Exploring the High Energy gamma ray sky
H.E.S.S stands for "High Energy Stereoscopic System". This telescope system been designed and built by a large international collaboration which includes the DAPNIA as a member. This instrument is dedicated to the observation of high energy gamma ray sources with energies above a few tens of GeV. The interaction of these very high energy gamma rays with the upper atmosphere creates a faint flash of blue light called "Cherenkov emission". This very fast (a few nanosecond) flash of light can be observed from the ground. Surveying the sky in the TeV energy range, which is observed by astrophysicists only since last two decades, allows the get an insight into the origin of cosmic rays and to study the acceleration of cosmic rays in various astrophysical objects such as supernovae remnants or active galactic nuclei.
The HESS experiment is located in NAMIBIA, on the Gamsberg highlands (latitude 23° 16' south, longitude 16° 30' east), at an altitude of 1800 m above sea level. It was named after a famous austrian physicist, Victor Hess (1883-1964), who was awarded the Nobel price in physics in 1936 for discovering cosmic rays.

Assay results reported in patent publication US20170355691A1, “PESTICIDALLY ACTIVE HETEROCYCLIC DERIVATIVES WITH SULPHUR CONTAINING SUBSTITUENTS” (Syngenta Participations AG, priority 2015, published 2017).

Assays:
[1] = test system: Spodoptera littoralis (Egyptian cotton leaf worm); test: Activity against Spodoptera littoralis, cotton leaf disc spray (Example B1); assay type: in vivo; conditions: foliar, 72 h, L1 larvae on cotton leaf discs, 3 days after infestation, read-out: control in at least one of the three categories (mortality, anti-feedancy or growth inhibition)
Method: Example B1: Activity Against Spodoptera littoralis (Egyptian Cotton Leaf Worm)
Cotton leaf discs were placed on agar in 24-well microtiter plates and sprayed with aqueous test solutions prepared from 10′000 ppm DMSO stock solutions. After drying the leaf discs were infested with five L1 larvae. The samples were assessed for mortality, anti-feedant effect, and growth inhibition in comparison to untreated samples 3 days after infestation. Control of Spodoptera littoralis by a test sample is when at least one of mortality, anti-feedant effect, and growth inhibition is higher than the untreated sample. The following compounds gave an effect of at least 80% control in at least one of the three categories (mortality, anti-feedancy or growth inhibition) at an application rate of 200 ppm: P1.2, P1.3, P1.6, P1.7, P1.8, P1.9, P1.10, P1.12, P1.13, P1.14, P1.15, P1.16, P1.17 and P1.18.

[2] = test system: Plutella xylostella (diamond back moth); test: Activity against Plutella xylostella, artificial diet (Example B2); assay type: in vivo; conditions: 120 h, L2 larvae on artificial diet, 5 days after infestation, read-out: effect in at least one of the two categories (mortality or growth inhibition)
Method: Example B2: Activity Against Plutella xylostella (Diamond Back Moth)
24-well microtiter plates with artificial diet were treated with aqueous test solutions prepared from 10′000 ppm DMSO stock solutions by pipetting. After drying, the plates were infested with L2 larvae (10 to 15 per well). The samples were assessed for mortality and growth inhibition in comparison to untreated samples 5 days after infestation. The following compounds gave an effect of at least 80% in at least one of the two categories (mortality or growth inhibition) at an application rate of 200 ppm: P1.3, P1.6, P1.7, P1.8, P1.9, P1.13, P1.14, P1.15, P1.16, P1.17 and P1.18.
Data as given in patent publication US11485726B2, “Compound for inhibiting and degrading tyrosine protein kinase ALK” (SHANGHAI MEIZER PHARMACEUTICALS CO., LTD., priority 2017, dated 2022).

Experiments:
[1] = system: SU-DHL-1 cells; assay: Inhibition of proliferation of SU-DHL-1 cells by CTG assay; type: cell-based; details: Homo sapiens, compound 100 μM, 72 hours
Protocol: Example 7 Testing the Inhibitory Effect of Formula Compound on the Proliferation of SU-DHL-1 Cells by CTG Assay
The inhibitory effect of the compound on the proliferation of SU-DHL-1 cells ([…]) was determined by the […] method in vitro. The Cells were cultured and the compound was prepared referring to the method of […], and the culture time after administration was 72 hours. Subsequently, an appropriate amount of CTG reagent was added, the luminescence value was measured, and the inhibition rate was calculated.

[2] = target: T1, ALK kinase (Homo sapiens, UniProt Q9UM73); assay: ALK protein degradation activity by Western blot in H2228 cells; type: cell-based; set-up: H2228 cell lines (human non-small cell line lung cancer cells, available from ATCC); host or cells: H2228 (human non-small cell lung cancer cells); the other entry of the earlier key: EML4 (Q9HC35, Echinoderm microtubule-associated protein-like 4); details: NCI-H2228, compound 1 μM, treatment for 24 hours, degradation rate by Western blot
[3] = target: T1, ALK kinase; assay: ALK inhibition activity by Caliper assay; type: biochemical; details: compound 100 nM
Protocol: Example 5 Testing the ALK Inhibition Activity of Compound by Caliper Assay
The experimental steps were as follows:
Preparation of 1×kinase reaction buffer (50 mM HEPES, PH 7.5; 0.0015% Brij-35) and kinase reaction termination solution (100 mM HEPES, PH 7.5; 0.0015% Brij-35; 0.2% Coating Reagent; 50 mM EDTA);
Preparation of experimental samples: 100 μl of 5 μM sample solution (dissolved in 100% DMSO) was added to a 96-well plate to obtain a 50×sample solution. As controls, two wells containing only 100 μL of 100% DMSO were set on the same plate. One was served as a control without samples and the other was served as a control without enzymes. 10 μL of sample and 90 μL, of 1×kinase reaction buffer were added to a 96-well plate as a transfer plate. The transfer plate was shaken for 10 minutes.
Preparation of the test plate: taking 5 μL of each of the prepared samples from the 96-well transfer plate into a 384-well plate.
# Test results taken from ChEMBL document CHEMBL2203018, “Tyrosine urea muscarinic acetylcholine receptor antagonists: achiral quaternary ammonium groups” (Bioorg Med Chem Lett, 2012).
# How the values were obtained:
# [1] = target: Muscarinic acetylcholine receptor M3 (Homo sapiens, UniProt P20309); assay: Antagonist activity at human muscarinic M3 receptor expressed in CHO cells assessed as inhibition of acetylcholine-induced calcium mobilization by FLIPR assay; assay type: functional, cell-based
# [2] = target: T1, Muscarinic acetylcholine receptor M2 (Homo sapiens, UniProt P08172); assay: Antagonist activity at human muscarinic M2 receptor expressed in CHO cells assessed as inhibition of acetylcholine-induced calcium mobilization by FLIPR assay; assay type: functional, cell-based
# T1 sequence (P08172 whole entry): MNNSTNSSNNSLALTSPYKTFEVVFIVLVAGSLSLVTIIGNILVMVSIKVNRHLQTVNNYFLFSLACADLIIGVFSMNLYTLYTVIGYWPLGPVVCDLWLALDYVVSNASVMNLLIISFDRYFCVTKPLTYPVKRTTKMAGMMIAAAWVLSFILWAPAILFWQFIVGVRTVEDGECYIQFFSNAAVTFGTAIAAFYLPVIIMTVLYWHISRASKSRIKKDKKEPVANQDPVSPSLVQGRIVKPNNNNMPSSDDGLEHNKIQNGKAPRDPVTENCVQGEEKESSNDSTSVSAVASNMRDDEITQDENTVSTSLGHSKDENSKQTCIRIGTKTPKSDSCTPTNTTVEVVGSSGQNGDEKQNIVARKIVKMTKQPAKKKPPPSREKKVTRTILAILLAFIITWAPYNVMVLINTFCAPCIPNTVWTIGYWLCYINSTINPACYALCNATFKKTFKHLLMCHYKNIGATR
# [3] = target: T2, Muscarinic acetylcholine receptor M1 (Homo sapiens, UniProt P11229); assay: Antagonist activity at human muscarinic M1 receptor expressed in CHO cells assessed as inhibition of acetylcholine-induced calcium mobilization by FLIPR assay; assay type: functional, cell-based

The HESS apparatus consists in four 12 meter telescopes at the corners of a square with 120 meter sides. Each of these telescopes has a camera at his focus.The camera are large arrays of 960 photomultipliers sensitive to blue light. These photomultipliers have a very fast response time, of the order of one nanosecond.
The sensitivity of HESS (the power to detect faint sources) is 10 times better than that of previous experiments (WHIPPLE, HEGRA, CAT) with an energy threshold of 100 GeV.
The second phase of HESS, HESS2 will have a lower energy threshold. more ...
maj : 26-10-2007 (2272)